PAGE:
Spy Stuff

Walter Winchell

St Petersburg Times/March 2, 1944

 One of the most bitter ironies of modern history is the fact that British Intelligence had evidence proving that Hitler intended to start a war in Europe. But Chamberlain refused to believe it. Instead of believing his own Intelligence—Chamberlain took Hitler’s word when he said that he wanted peace . . . When the war is over the story will be told: It will reveal how an American newspaper man gathered the evidence that resulted in America kicking out Nazi diplomats—because they were working as Nazi espionage agents . . . Each Nazi chief has a private spy ring that he uses to keep tabs on other Nazi biggies. That’s why Goebbels has a switchboard which is used to listen in on every conversation in his building.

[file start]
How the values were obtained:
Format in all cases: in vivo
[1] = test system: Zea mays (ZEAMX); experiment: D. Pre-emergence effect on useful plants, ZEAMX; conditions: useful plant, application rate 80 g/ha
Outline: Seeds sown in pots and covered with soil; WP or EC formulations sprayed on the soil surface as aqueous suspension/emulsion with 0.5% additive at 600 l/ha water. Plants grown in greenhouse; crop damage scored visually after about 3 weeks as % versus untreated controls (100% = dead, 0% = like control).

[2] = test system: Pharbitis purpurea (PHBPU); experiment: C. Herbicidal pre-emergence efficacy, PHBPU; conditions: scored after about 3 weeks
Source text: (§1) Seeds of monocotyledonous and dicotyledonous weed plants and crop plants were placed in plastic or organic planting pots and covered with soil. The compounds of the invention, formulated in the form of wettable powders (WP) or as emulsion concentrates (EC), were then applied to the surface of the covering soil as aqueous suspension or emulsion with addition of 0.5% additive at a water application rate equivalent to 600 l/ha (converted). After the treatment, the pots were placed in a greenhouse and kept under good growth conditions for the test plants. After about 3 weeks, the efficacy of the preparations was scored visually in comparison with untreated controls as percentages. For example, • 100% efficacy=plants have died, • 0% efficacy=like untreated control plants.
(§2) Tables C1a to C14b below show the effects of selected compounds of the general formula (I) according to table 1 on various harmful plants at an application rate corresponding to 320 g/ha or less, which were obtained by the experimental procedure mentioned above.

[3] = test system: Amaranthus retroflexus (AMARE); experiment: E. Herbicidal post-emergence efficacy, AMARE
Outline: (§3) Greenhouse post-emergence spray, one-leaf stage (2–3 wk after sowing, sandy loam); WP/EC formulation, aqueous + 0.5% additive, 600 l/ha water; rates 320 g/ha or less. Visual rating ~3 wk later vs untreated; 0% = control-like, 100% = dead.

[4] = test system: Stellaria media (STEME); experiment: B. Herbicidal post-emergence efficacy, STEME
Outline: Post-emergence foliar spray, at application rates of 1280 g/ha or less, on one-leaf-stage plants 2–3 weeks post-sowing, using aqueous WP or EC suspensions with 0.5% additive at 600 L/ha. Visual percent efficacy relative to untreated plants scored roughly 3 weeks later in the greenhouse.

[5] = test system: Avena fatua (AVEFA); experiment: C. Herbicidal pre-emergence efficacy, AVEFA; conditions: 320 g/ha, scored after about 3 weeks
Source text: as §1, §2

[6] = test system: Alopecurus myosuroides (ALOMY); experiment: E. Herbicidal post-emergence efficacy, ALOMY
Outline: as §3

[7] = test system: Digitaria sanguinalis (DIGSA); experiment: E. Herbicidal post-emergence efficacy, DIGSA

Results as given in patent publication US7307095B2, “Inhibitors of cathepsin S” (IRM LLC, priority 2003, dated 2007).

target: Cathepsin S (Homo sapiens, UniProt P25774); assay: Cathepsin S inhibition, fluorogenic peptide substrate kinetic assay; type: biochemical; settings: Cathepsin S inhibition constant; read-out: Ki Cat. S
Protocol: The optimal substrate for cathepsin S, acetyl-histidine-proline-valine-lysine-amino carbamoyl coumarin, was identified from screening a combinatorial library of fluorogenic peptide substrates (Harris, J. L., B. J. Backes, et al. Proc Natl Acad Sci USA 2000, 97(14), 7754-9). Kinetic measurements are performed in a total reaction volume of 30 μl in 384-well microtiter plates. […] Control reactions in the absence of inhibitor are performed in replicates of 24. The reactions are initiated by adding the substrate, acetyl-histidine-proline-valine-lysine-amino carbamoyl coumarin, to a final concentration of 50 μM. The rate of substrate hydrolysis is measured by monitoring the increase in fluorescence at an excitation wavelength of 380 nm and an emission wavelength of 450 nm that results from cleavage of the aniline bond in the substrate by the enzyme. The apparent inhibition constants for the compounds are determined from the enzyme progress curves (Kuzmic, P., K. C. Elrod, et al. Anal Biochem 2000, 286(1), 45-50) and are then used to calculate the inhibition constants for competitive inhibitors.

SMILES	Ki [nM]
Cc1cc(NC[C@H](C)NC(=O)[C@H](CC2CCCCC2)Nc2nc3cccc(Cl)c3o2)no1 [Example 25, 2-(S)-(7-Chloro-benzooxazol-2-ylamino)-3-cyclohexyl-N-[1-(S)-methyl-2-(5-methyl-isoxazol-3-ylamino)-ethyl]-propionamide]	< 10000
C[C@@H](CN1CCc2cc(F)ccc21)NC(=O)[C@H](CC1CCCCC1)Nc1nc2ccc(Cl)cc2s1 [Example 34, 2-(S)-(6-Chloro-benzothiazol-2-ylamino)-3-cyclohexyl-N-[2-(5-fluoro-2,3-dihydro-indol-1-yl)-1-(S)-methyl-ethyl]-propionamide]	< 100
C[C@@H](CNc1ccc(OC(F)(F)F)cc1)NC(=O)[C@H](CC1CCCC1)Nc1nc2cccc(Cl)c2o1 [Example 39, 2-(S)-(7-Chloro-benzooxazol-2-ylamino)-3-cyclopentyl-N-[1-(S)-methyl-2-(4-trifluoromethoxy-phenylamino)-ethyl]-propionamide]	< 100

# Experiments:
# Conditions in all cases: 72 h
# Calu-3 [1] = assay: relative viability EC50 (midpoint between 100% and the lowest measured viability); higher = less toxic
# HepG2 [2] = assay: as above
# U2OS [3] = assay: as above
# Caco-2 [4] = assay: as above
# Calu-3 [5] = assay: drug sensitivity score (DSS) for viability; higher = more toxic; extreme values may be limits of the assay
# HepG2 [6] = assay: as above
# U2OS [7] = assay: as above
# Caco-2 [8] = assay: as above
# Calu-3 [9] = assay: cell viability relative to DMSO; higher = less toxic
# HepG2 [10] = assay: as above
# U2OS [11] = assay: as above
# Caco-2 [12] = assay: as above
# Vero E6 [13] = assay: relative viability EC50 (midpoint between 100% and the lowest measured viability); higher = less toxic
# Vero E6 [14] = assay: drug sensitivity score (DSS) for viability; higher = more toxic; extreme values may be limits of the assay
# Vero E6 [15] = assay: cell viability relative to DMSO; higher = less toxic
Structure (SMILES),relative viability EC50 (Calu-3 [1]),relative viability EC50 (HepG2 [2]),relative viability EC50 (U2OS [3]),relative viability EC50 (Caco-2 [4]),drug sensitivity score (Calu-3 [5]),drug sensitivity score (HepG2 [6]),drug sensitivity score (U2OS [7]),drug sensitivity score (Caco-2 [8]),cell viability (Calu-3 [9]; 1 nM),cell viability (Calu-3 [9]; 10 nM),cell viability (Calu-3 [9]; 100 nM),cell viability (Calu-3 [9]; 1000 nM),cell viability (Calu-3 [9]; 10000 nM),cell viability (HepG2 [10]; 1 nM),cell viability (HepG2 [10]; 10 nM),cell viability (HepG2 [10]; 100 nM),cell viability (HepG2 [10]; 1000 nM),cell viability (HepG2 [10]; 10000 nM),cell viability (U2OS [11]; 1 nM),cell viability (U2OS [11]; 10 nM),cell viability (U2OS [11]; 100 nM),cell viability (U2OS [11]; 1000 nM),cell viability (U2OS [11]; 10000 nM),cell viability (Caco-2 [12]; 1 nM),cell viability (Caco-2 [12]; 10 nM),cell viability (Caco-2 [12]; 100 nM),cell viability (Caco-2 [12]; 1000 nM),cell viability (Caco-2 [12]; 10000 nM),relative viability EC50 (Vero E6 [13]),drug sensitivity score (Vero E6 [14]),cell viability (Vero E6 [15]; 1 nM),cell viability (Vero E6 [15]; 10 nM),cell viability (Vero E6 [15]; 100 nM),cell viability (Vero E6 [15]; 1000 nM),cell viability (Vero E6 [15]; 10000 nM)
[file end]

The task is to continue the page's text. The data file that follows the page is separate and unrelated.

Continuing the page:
Glamorous Mata Haris are seldom used these days. The Nazis train ordinary looking people for spy work so that they won’t stand out in a crowd and excite suspicion . . . In Argentina the Nazis control more than a dozen widely circulated daily newspapers and distribute over 300,000 pamphlets weekly  . . . Each Nazi spy gets certain tricks to use. As soon as he is nabbed those tricks go on a blacklist to make certain another agent won’t use the same act.

Germans in America who refused to work for the Bund were kidnapped—shipped back to Germany and shot. Yet we still have many Bund supporters in this country who aren’t in cells! . . . The Nazi espionage network is a tremendous organization: The British discovered that there were 14,000 Nazi agents in Britain who were posing as servants . . . Five years ago the Nazis spent more money on espionage activities than we spent for our army and navy.